27 Oct 2009

CBO Testimony Misleads on Cost of Cap-and-Trade

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A team effort but I had a lot to do with this new IER blog post, regarding CBO Director Elmendorf’s recent testimony on the economic impacts of carbon dioxide legislation.

Some of the points will be familiar to long-time readers, but one new thing I verified–after emailing with a CBO economist–is that the distinction between “household purchasing power” and “GDP” is very slippery:

After assuring the senators that reductions in GDP were modest, Elmendorf then changed the measuring rod:

In the models that CBO reviewed, the long-run cost to households would be smaller than the changes in GDP. Projected GDP impacts include declines in investment, which only gradually translate into reduced household consumption.

This statement is technically true but it is very misleading. Suppose a household currently enjoys a take-home income of $100,000, out of which they put $10,000 into funding retirement and the kids’ college tuition, while the other $90,000 they spend on the mortgage, dining out, clothes, gasoline, and other household necessities. The politicians come along and propose a new tax that will grab an extra $5,000 a year, leaving the family with a new after-tax income of $95,000.

Now most people would think, “Wow, I’m $5,000 a year poorer.” But the apologists for the tax hike could argue, “Actually you’re not really $5,000 poorer, in terms of your lifestyle. You won’t cut out your spending on groceries and food by the full $5,000. Because of your lower income, you will reduce your savings to $9,000 a year, and your other spending down to $86,000 a year. So really the hit to your household’s consumption is only $4,000 per year.”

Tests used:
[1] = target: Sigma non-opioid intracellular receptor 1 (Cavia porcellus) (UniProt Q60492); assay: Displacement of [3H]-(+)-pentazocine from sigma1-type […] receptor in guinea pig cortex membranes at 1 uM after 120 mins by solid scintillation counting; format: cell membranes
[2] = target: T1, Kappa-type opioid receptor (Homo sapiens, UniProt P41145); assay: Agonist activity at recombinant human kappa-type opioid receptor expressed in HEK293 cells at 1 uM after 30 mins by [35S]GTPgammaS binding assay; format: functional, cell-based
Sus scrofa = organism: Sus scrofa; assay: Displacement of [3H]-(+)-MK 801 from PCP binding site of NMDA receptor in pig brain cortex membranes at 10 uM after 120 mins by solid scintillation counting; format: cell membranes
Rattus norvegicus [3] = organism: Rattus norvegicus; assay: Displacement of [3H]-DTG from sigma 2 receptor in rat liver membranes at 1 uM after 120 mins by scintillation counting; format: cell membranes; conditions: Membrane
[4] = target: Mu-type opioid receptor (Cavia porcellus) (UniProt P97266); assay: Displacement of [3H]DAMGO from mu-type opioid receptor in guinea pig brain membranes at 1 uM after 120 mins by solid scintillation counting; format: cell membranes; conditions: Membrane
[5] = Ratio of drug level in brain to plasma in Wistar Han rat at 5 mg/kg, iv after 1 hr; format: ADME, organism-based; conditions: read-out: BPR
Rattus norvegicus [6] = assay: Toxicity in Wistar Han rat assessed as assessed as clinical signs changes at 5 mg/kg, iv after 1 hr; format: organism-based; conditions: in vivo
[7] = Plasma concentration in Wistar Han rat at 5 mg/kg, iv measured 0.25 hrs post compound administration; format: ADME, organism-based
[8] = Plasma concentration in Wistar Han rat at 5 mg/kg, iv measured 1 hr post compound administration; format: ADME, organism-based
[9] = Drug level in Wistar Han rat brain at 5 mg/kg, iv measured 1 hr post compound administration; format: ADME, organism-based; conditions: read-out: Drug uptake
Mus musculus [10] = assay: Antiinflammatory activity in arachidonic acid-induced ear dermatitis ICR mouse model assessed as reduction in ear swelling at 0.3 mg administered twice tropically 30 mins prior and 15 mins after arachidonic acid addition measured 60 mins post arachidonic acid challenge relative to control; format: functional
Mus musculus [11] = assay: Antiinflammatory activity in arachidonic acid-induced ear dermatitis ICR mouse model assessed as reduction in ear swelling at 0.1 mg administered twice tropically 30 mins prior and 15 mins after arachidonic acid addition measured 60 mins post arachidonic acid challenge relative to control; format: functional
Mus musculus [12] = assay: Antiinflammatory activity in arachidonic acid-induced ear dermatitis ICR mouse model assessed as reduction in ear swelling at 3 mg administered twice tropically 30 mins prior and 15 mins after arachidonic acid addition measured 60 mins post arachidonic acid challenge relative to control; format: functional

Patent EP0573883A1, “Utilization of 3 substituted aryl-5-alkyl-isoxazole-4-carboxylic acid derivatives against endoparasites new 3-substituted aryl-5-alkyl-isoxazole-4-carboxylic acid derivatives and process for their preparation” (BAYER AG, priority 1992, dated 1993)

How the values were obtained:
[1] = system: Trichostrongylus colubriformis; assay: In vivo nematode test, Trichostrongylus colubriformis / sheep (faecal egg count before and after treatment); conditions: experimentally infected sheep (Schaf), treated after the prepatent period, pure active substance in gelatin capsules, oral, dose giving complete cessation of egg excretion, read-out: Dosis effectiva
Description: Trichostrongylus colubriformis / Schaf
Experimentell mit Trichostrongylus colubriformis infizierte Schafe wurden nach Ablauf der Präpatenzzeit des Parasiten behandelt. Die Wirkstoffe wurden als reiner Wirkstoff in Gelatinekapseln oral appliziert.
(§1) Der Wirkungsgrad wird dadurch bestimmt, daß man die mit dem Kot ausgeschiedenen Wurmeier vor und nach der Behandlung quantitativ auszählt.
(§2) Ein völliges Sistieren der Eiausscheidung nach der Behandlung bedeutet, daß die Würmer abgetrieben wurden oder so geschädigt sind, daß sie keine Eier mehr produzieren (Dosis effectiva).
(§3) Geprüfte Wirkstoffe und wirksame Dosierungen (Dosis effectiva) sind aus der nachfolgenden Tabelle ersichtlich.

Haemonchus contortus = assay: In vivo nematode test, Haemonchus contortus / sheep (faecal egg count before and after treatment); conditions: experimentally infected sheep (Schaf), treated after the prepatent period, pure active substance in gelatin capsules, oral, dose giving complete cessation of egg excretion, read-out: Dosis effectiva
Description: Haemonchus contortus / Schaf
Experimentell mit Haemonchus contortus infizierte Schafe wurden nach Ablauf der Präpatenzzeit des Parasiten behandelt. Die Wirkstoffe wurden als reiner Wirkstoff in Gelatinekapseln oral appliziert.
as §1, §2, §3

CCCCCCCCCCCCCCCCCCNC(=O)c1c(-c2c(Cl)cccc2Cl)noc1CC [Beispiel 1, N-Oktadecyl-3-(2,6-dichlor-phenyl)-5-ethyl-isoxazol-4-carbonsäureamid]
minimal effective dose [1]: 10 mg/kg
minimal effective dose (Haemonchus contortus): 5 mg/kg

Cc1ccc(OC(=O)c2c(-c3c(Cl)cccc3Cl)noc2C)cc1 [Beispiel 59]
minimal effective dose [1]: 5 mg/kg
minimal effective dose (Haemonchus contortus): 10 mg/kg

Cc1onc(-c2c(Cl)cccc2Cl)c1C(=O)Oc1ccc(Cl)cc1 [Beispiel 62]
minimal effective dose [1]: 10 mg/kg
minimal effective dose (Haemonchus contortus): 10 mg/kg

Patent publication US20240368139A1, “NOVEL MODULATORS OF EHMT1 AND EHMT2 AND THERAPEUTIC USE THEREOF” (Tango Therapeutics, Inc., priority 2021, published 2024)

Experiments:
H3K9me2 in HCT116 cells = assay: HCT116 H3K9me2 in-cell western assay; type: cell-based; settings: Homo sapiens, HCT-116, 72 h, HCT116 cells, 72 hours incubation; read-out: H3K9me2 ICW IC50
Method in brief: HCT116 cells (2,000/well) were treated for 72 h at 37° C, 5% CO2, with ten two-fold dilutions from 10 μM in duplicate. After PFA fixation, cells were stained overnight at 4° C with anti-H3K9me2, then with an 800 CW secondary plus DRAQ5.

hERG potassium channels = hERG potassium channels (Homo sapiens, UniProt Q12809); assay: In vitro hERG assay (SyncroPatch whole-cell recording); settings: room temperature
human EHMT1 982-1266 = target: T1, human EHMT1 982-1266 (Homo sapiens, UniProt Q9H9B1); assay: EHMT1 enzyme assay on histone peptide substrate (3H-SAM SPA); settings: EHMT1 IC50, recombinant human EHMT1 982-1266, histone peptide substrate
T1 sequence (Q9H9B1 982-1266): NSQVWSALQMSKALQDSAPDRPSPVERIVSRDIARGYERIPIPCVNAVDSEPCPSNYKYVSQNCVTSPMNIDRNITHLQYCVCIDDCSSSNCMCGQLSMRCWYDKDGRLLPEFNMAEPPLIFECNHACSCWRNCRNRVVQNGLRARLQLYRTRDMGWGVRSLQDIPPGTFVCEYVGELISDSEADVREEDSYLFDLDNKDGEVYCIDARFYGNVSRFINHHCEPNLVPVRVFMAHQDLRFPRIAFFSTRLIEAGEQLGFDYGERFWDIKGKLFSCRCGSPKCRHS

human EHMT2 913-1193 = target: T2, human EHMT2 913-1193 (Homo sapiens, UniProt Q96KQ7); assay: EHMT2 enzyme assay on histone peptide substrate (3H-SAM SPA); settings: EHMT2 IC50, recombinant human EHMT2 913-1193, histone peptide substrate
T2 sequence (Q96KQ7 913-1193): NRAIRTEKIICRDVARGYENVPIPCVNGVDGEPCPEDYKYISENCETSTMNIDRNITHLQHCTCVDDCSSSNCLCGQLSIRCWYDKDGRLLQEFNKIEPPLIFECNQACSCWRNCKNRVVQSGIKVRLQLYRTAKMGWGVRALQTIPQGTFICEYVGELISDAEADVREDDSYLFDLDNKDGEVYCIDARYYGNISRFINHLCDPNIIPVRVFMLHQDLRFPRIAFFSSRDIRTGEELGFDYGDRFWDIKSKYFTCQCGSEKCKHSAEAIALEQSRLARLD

Would anybody buy that argument? Of course not. Income is income. The “long-run cost to households” will certainly be affected by declines in investment spending, which is counted in GDP. By focusing on a decline in “purchasing power” of 1.2 percent for households by 2050—rather than their estimate of 1.1 percent to 3.5 percent of lost GDP—the CBO is effectively sweeping half the impact under the rug.

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